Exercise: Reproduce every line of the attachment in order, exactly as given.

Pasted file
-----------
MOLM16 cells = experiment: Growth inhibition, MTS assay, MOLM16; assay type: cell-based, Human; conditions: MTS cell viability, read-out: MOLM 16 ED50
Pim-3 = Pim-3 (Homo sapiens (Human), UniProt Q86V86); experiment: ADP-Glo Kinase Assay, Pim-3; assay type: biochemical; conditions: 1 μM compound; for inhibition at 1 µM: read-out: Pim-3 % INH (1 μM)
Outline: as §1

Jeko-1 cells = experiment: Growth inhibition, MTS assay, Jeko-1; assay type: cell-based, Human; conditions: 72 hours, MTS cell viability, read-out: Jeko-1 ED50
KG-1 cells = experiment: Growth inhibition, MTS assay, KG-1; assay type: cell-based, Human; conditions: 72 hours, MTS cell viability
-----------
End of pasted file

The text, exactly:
MOLM16 cells = experiment: Growth inhibition, MTS assay, MOLM16; assay type: cell-based, Human; conditions: MTS cell viability, read-out: MOLM 16 ED50
Pim-3 = Pim-3 (Homo sapiens (Human), UniProt Q86V86); experiment: ADP-Glo Kinase Assay, Pim-3; assay type: biochemical; conditions: 1 μM compound; for inhibition at 1 µM: read-out: Pim-3 % INH (1 μM)
Outline: as §1

Jeko-1 cells = experiment: Growth inhibition, MTS assay, Jeko-1; assay type: cell-based, Human; conditions: 72 hours, MTS cell viability, read-out: Jeko-1 ED50
KG-1 cells = experiment: Growth inhibition, MTS assay, KG-1; assay type: cell-based, Human; conditions: 72 hours, MTS cell viability